1. Sweetener – Sugar substitutes which provides a sweet taste without raising blood sugar levels
Honey is a sweet, viscous food substance produced by bees and some related insects. Bees produce honey from the sugary secretions of plants (floral nectar) or other insects (aphid honeydew) through regurgitation, enzymatic activity, and water evaporation. Honey is stored in wax structures called honeycombs.
Honey gets its sweetness from the monosaccharides fructose and glucose, and has about the same relative sweetness as sucrose (granulated sugar). The main uses of honey are in cooking, baking, desserts, as a spread on bread, as an addition to various beverages, such as tea, and as a sweetener in some commercial beverages. Honey barbecue and honey mustard are other common flavors used in sauces. Most microorganisms do not grow in honey, so sealed honey does not spoil, even after thousands of years.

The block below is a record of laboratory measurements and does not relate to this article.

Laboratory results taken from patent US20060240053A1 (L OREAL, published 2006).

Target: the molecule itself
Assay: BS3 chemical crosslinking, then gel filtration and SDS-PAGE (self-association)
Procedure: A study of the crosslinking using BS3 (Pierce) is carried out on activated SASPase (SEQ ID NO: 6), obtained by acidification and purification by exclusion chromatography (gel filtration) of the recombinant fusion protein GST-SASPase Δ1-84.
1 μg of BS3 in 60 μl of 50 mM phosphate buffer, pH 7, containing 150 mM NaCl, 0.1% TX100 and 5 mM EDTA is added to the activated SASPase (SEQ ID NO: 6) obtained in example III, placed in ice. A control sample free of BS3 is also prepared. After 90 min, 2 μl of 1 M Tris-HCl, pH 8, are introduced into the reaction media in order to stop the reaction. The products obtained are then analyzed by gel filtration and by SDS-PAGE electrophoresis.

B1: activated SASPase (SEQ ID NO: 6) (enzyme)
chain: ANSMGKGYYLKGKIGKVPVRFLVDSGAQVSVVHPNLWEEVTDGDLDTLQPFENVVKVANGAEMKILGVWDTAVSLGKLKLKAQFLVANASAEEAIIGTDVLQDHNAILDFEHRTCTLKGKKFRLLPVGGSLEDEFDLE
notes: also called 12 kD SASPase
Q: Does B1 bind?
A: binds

In cosmetics and personal care products, honey is used in the formulation of a wide range of products including baby and bath products, eye and facial makeup, fragrances, coloring and noncoloring hair products, personal cleanliness products, and suntan and sunscreen products.
Scientific References :
1. PubChem: https://pubchem.ncbi.nlm.nih.gov/compound/183797